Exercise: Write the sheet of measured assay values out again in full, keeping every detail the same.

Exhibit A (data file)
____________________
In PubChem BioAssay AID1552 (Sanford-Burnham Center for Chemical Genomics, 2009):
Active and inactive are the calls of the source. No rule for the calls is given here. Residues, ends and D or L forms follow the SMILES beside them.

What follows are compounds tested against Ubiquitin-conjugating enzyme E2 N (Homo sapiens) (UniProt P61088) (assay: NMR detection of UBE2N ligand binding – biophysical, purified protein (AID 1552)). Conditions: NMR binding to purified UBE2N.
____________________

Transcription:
In PubChem BioAssay AID1552 (Sanford-Burnham Center for Chemical Genomics, 2009):
Active and inactive are the calls of the source. No rule for the calls is given here. Residues, ends and D or L forms follow the SMILES beside them.

What follows are compounds tested against Ubiquitin-conjugating enzyme E2 N (Homo sapiens) (UniProt P61088) (assay: NMR detection of UBE2N ligand binding – biophysical, purified protein (AID 1552)). Conditions: NMR binding to purified UBE2N.